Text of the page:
Staff

Uber Seeks Staff Support for Proposal on Drivers as Contractors

Uber app

Photographer: David Paul Morris/Bloomberg

Ride-hailing giant Uber Technologies Inc. outlined ways staff can support a state measure that would designate drivers as contractors rather than full-time employees, seeking additional backing for a controversial initiative that labor unions and at least one in-house engineer have publicly opposed.

In a companywide email Friday obtained by Bloomberg, Uber’s head of global public policy Justin Kintz said data “show a tight race” to pass California’s Proposition 22, a measure written and funded by Uber, Lyft Inc. and other gig companies that would replace an earlier law designed to treat drivers as employees. Kintz’s email, which includes links to talking points from the Yes on 22 campaign, also suggests ways employees can get involved, including joining a texting bank, and links to a sample email staffers can send to family and friends. Uber will have a special Town Hall-type meeting Oct. 15 to discuss the ballot initiative, featuring several drivers who support it, the email said.

Kintz’s missive highlights the urgency of Uber’s campaign to garner support just weeks before the election for a measure that opponents say will deny drivers crucial benefits. Uber engineer Kurt Nelson came out against the proposition on tech blog TechCrunch this week to flag what he considers overlooked aspects of the measure and encourage workers to do their own research.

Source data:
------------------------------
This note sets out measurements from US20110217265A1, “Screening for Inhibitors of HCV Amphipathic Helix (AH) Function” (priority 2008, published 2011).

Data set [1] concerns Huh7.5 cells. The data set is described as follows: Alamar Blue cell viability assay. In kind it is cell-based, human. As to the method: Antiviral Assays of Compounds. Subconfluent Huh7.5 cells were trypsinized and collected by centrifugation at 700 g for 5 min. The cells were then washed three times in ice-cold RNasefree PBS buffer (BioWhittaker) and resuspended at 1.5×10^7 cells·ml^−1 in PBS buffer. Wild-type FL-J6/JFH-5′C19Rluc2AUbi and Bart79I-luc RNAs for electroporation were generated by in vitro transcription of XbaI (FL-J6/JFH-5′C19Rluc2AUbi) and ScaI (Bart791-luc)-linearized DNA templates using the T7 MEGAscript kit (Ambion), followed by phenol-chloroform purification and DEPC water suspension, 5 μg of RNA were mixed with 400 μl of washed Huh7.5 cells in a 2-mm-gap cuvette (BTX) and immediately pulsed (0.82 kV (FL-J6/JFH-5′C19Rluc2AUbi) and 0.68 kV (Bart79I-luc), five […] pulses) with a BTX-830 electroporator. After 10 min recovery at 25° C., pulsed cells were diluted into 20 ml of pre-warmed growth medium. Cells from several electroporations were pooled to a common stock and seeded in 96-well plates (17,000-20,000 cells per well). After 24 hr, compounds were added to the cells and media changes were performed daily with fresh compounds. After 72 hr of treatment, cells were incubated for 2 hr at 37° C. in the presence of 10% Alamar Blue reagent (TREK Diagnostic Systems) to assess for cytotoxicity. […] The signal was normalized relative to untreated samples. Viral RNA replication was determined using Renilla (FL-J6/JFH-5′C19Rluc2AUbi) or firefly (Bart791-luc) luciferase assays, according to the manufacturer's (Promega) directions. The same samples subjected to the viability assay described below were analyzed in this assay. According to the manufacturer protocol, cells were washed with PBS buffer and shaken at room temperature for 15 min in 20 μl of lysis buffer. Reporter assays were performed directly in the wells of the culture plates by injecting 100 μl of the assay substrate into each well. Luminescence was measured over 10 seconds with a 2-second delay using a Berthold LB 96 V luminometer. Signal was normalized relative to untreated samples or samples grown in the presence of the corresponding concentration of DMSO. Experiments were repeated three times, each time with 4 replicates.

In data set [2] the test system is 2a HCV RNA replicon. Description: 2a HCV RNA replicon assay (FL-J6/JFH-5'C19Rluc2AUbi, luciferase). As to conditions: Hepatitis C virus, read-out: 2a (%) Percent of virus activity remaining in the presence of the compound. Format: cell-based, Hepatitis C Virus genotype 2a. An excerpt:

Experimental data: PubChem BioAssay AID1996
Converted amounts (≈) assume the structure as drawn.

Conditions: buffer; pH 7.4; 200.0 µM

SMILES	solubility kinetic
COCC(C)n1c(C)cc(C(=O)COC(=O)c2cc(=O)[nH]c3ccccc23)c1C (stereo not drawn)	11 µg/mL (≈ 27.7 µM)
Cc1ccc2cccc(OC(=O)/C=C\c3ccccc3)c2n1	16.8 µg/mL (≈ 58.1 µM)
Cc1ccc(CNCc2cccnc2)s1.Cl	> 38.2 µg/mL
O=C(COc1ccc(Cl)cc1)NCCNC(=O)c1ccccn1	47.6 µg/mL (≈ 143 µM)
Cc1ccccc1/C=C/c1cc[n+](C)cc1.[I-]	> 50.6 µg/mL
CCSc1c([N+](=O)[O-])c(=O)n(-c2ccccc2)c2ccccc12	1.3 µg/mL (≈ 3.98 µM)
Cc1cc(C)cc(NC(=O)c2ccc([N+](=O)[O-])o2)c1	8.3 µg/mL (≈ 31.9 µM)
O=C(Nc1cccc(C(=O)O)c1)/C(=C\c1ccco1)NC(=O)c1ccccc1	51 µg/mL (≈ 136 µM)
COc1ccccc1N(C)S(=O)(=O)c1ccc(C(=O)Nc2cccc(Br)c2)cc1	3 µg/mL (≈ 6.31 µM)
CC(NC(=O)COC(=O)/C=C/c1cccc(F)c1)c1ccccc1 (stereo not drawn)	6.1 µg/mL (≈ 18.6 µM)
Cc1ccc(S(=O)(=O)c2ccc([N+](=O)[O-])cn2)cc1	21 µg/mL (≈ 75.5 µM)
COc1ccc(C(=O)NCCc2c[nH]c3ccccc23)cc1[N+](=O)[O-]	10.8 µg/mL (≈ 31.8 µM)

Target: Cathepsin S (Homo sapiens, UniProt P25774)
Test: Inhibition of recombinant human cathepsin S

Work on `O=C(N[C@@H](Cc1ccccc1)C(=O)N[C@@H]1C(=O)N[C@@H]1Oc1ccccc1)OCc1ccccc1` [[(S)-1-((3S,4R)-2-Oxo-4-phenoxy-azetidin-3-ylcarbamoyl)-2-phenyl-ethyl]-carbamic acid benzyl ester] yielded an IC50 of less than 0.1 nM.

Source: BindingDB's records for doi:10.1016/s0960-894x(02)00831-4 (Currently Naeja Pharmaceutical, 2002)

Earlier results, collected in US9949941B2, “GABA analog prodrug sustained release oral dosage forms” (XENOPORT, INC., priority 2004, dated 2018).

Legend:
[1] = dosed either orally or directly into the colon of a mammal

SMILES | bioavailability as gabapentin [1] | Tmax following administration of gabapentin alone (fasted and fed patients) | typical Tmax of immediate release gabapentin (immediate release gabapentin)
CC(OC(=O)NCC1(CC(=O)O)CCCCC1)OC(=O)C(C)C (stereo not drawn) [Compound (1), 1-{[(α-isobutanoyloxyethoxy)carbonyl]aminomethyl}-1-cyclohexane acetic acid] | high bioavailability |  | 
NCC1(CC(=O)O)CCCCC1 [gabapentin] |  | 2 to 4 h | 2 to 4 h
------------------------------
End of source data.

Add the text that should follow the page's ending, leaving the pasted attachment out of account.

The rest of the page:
Uber’s encouragement of activism contrasts with the mood at some other Silicon Valley companies, including cryptocurrency startup Coinbase Inc., which has banned politicking. Calling it a distraction, Chief Executive Brian Armstrong outlined the prohibition last week and followed up with a severance package offer to any employee who disagreed. About 5% of employees took the package and resigned. Alphabet Inc.’s Google last year posted internal rules that discourage employees from debating politics, telling workers not

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Kent hospital ordered to ‘make significant improvements’ after staff fail to follow Covid-19 hygiene rules

A hospital in Kent has been ordered to ‘make significant improvements’ after staff failed to follow Covid-19 regulations.



a sign in front of a building


© Provided by Evening Standard


Inspectors found that some staff at the William Harvey Hospital, run by East Kent Hospitals University NHS Foundation Trust, were failing to wash their hands properly after caring for suspected virus patients.

Others seen to wear PPE incorrectly on the Covid-19 ward. Following an inspection by the Care Quality Commission (CQC) on August 11, the watchdog ordered “urgent enforcement action” by requiring that the emergency department was risk-assessed for social distancing and coronavirus risks.

The CQC also found that staff did not always use alcohol hand gel on entering and leaving wards, and at least seven members of staff were seen entering and leaving a ward caring for patients with suspected Covid-19 without washing their hands properly.

The emergency department staff also did not always have access to hand gel or hand washing facilities, with hand sanitiser dispensers remaining empty at both entrances even after the inspectors had raised the issue.

And inspectors found there was an inconsistent approach to triaging patients with Covid-19 symptoms in the emergency department.